David Lennon is an award-winning columnist and author who has been a staff writer at Newsday since 1991. Show More
HOUSTON - Joe Nathan couldn't do it. Neither could Jim Johnson, Jason Grilli or Jonathan Papelbon. Midway through Opening Week, 11 relief pitchers already had blown their first save opportunity of the season.
Meanwhile, David Robertson had been waiting for the phone to ring. And waiting and waiting. It happened Thursday night, and Robertson -- the successor to the great Mariano Rivera -- made the transition seamless.
For the most part.
"It's just different when you call," Joe Girardi said. "Yankee managers have been calling down for a long time asking for Mo."
The last time Robertson appeared at Minute Maid Park, during the 2013 season finale, he was loudly booed for not being Rivera. Thursday night, you could hardly notice the difference. Robertson, pumping his own cut fastballs, retired the Astros in order -- but not before giving up a 390-foot fly ball to Matt Dominguez.
"I didn't have runners all over the place," Robertson said, smiling. "So that was good."
He also whiffed Alex Presley and got Jonathan Villar on a tapper to the mound. When the 4-2 win over the Astros was secure -- along with Robertson's first post-Mo save -- Mark Teixeira dropped the ball into the new closer's glove to keep.
We've talked about moving on from Rivera for what's seemed like years now. There's no point in calling Robertson his replacement. He's the Yankees' next closer, the one after the legendary Mo, and none of us, including Robertson himself, pretends this vacancy can just be filled, like finding another baby-sitter or accountant.
The job itself isn't new for Robertson. He did have eight saves in brief fill-in spots for Rivera. It's the title that's different. With Robertson taking the reins, we're not sure what exactly will follow. Is this the start of the Robertson Era? Or a period of post-Rivera angst for the Yankees?
We probably won't figure that out for a while. But it has to be nice to get that first save. At least that's what we assumed when Robertson was asked before the game if he was anxious about it.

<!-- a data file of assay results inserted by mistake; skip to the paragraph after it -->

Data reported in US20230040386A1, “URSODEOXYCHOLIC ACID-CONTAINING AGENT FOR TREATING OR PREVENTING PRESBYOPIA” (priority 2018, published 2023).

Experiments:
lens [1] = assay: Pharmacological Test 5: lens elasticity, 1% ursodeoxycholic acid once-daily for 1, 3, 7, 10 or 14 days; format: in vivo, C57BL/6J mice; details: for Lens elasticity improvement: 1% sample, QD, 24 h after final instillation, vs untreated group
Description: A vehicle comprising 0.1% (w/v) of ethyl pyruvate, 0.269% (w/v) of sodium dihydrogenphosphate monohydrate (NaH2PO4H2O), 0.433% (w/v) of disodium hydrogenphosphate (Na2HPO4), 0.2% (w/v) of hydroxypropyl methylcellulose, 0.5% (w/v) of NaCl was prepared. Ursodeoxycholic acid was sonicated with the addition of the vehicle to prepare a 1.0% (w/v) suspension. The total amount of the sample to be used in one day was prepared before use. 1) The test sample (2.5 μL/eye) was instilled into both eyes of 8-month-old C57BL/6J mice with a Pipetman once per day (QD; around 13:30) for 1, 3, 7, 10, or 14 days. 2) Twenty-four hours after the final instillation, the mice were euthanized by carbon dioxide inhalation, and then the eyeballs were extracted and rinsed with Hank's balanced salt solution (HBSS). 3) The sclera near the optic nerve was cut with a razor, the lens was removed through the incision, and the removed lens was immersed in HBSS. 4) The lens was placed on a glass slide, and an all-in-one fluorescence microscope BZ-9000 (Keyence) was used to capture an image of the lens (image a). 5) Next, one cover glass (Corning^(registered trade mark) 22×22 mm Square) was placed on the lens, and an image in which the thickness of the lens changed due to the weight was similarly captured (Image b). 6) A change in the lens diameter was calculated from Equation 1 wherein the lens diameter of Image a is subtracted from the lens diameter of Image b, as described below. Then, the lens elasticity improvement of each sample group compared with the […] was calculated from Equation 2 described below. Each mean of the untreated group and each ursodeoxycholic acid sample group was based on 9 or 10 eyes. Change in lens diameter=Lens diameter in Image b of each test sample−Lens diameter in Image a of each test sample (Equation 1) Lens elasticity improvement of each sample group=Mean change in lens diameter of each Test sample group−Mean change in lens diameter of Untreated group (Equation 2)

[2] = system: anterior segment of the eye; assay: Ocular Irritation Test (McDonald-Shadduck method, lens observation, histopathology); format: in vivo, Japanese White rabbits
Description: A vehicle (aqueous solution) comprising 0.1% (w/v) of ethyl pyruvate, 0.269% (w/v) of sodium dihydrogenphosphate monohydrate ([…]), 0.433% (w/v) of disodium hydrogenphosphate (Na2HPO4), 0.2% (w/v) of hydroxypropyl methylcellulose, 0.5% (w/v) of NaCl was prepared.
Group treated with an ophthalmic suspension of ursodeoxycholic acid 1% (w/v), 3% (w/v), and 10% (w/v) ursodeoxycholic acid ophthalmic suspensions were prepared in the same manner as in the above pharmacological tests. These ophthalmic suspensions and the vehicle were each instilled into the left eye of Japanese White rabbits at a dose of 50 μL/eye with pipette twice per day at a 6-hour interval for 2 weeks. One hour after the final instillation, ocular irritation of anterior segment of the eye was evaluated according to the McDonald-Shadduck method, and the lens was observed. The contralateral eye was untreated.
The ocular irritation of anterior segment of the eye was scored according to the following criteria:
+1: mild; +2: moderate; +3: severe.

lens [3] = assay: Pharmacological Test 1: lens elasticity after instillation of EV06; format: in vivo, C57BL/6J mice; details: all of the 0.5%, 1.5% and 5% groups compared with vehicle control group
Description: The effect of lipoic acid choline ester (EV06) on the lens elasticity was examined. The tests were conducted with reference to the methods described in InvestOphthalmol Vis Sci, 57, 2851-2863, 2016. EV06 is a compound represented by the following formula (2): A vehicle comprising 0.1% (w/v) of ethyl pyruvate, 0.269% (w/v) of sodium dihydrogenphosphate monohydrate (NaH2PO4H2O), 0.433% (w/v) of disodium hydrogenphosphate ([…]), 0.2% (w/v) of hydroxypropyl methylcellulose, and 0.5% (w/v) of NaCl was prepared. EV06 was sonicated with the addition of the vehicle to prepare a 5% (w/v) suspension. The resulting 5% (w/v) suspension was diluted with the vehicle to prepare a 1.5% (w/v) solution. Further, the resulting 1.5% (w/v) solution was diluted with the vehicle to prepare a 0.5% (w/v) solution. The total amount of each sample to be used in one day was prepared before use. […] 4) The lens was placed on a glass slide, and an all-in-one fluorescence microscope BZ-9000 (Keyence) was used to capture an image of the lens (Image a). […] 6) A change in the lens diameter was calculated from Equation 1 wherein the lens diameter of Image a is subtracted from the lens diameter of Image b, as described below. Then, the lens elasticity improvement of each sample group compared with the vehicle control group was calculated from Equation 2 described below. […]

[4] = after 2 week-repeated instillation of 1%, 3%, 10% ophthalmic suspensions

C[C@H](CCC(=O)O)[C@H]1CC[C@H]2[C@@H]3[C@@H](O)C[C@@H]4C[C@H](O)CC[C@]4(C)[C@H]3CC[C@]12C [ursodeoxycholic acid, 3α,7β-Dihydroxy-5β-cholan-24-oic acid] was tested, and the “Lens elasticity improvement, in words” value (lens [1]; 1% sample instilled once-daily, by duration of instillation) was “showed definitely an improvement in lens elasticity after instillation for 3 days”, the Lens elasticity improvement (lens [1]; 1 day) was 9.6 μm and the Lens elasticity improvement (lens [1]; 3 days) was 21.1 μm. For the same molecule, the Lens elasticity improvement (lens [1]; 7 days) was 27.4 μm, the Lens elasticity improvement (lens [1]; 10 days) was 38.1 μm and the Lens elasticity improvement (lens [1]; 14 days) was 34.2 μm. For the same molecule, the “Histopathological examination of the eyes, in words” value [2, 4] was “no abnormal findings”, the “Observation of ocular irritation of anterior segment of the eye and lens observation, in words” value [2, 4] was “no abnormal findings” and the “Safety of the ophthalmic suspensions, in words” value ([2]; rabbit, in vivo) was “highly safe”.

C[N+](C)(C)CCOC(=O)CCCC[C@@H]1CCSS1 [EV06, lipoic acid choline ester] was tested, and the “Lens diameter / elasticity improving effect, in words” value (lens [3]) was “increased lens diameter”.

"Not really,'' he said. "That thought really hadn't crossed my mind. I look at it as the same as last year. When the opportunity came and it was time for me to step in and get a hold, that's what I did. This is the same thing. It's just called a close.''
Robertson paused for a moment and corrected himself. "Or a save,'' he said, smiling. "Whatever. It's the same situation.''
We'll excuse Robertson for the slip, but now he has to get his terminology right. Maybe it was just the rust from sitting around since the team broke camp Saturday in Tampa.
The Yankees believe Robertson can make the transition from one of the game's best set-up men to an elite closer, even if they didn't hand him the job right away in the weeks after Rivera's retirement. Without a veteran Plan B in reserve, the Yankees are all in on Robertson.
"He's been in a lot of big pressure situations before,'' Girardi said. "Whether it's been the American League Championship Series, the World Series -- he's been in them. Hopefully, that helps him.''
Along with a few deep breaths when Robertson jogged in from the bullpen for that first time. Ask any closer: The adrenaline in that ninth inning is unlike any other spot. Factor in a new team, a new city, on Opening Day, and the levels can be off the chart.
Nathan, who signed a two-year, $20-million deal with the Tigers, imploded Wednesday in his first save chance at Comerica Park. Johnson, after two seasons of 50-plus saves for the Orioles, was torched in his first opportunity for the A's, who paid him $10 million on a one-year deal.
As for Robertson, there is a comfort in this role because it's with the only team he has known. And for a pitcher whose 11.71 K/9 ratio is the fourth-best in history (minimum 300 innings), the confidence seems to be there, too. The only thing stopping him before Thursday night had been the rest of the Yankees. The Astros were easy.
"I'm happy,'' he said, "just to get the first win."